SYRACUSE: Syracuse Stage has announced its 2015–16 season, with highlights including Aaron Posner’s Stupid Fucking Bird, Lucas Hnath’s The Christians and Ken Ludwig’s Sherlock Holmes parody.
“The 2015–16 season is filled with whimsy, adventure and imagination,” said producing artistic director Timothy Bond in a statement. “We’re very proud at Syracuse Stage to be entering our 43rd season of producing professional theatre. We have the people of Central New York to thank, and with that in mind we always strive for serving our community with stories that are relatable and exciting, that speak to the great variety and interests of our region. I can’t wait for people to see these shows.”
The season will open with Steve Martin’s The Underpants, an update of Carl Sternheim’s German farce about a young woman who suffers a very public wardrobe malfunction in front of the King. Bill Fennelly will direct.
The holiday season will offer two shows. First up will be Peter Pan, the musical version by Carolyn Leigh, Morris Charlap, Betty Comden, Adolph Green and Jule Styne, under Paul Barnes’s direction (Nov. 28, 2015–Jan. 3, 2016). As an alternative, there’s the annual production of David Sedaris’s The Santaland Diaries (Dec. 9, 2015–Jan. 3, 2016).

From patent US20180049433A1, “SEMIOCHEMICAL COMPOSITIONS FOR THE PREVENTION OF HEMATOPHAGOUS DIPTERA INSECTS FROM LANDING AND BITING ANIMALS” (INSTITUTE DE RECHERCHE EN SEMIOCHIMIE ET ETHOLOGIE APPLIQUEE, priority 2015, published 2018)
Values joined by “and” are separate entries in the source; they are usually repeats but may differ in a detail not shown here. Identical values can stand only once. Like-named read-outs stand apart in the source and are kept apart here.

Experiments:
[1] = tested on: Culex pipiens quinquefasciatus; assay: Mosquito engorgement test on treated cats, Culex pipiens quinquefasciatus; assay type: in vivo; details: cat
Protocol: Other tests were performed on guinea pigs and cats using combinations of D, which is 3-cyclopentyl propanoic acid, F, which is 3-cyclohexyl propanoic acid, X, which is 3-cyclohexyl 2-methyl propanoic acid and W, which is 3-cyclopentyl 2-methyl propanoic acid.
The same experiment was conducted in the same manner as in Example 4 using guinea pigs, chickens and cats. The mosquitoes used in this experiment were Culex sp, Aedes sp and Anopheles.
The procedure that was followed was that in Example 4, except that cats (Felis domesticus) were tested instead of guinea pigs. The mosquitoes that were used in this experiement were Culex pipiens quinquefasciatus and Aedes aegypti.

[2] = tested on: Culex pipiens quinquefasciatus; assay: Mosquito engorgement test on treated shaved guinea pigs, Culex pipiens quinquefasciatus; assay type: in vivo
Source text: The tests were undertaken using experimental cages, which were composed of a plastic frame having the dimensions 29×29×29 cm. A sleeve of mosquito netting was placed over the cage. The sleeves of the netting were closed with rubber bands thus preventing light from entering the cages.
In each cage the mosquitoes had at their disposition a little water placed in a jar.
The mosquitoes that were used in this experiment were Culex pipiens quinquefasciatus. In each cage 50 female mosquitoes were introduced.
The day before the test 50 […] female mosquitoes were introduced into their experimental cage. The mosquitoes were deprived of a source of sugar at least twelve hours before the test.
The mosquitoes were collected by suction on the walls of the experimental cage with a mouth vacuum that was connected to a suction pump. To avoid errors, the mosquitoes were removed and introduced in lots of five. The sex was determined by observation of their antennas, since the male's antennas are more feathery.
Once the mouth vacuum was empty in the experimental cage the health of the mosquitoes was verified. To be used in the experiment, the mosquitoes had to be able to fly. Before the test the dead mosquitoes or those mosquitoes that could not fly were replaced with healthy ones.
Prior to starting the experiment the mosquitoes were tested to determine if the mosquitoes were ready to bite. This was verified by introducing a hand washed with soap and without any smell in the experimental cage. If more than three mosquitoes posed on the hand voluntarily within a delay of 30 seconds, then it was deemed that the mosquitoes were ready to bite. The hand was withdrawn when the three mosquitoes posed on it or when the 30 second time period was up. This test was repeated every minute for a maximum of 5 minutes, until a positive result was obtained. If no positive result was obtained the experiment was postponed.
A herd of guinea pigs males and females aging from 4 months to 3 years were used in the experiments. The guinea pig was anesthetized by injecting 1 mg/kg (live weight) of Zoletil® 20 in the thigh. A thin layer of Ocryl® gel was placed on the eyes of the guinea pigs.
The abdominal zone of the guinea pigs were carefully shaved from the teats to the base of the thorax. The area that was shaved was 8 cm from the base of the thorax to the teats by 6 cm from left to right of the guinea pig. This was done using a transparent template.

Next will be Posner’s Stupid Fucking Bird, a self-aware, contemporary “sort of” adaptation of Chekhov’s The Seagull (Jan. 20–Feb. 7, 2016). Woolly Mammoth artistic director Howard Shalwitz, who helmed the production in its sold-out world premiere run at the Woolly, will direct the Syracuse version.
To Kill a Mockingbird, Christopher Sergel’s adaptation of Harper Lee’s novel, will be next, in a production directed by Bond (Feb. 24–March 26, 2016).
Then, in time for Easter, Bond will direct the Syracuse Stage production of Hnath’s The Christians, about the pastor of a megachurch who delivers a controversial sermon (April 6–24, 2016). Christians is a coproduction with Philadelphia’s Wilma Theater, where it will play May 11–June, 2016.
The season will close with Ludwig’s Baskerville, A Sherlock Holmes Mystery, a spoof of Arthur Conan Doyle’s The Hound of the Baskervilles, with five actors portraying more than 40 characters.